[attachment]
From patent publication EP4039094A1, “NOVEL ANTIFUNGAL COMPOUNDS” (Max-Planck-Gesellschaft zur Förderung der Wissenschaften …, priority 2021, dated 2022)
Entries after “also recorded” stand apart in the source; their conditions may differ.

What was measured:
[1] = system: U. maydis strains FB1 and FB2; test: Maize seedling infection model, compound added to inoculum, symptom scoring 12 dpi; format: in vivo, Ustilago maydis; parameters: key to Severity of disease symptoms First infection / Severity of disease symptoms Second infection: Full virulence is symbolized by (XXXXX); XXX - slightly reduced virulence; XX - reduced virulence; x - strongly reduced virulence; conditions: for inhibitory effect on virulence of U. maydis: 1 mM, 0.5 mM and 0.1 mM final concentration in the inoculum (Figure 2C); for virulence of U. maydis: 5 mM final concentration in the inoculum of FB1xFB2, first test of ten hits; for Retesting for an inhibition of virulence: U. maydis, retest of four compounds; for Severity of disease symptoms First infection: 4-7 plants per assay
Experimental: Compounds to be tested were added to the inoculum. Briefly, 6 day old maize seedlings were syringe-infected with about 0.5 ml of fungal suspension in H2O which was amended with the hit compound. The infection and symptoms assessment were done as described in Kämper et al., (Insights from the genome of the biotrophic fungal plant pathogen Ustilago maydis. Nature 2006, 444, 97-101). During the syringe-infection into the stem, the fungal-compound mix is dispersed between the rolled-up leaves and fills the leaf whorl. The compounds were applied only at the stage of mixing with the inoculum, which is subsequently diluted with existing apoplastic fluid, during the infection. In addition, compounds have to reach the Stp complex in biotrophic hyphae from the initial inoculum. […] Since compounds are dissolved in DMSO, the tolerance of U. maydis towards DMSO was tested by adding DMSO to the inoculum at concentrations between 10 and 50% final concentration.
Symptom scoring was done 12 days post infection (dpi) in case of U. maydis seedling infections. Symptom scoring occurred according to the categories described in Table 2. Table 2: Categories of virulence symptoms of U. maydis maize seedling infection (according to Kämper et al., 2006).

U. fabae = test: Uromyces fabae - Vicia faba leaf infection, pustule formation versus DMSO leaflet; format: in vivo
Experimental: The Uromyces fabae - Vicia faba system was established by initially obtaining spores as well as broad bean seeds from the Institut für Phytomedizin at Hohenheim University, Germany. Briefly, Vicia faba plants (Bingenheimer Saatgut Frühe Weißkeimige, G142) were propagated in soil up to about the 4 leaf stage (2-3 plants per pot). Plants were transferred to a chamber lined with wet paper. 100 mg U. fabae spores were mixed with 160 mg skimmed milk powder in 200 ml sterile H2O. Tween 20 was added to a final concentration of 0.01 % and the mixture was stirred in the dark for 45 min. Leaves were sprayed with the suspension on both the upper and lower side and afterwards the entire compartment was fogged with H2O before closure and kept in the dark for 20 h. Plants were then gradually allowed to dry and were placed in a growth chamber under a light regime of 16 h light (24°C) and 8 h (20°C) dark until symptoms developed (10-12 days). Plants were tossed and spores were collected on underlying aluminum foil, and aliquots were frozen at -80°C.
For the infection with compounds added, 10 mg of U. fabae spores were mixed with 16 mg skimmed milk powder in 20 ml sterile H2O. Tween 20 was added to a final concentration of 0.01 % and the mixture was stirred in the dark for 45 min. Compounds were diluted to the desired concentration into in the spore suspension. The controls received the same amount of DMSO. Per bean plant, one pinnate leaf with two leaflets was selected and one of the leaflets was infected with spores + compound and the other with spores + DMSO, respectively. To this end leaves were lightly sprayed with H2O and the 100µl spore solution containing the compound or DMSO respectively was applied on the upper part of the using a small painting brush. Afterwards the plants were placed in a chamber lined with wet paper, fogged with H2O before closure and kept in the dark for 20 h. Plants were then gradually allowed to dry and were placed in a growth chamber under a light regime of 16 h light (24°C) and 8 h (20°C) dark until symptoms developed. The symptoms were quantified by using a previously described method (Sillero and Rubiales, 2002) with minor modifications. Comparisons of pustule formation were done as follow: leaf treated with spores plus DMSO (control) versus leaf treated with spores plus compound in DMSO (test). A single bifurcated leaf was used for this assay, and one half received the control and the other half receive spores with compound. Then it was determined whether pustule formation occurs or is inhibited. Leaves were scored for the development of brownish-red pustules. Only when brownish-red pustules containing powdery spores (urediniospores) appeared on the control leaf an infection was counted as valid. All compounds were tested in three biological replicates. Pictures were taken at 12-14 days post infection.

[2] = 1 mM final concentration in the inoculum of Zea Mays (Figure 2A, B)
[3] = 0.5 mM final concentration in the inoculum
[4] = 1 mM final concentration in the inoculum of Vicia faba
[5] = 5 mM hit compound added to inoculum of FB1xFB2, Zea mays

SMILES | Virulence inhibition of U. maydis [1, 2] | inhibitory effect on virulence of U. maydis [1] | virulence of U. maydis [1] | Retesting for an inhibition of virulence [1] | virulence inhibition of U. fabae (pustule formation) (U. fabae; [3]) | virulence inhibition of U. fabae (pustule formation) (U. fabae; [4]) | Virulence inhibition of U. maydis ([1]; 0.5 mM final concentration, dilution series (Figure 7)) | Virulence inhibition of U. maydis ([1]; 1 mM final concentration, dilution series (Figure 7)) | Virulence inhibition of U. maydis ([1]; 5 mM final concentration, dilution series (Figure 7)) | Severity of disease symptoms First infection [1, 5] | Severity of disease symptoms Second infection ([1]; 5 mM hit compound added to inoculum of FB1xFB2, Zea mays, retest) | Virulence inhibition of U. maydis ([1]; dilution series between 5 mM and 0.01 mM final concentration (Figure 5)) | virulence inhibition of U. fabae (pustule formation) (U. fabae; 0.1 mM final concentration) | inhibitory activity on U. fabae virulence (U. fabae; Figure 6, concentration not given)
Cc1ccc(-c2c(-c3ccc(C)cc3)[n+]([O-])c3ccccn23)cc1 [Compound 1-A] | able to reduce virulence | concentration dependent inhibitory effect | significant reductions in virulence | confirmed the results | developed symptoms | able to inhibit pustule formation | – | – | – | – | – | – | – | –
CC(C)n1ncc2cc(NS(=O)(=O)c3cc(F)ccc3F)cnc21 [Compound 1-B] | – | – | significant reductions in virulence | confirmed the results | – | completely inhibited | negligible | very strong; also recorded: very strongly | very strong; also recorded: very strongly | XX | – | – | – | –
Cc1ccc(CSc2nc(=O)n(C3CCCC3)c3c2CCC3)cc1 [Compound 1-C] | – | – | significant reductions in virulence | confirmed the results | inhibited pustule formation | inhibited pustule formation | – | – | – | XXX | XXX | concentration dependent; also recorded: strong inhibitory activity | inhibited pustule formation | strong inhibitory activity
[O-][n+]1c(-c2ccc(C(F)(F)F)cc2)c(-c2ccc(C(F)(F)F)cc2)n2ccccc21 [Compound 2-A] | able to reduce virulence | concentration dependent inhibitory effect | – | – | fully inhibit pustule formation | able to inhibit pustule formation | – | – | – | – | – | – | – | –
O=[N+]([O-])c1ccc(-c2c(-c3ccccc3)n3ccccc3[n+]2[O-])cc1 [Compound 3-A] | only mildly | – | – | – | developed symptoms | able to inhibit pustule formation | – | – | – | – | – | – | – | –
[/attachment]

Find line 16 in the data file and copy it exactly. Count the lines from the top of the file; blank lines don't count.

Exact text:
CC(C)n1ncc2cc(NS(=O)(=O)c3cc(F)ccc3F)cnc21 [Compound 1-B] | – | – | significant reductions in virulence | confirmed the results | – | completely inhibited | negligible | very strong; also recorded: very strongly | very strong; also recorded: very strongly | XX | – | – | – | –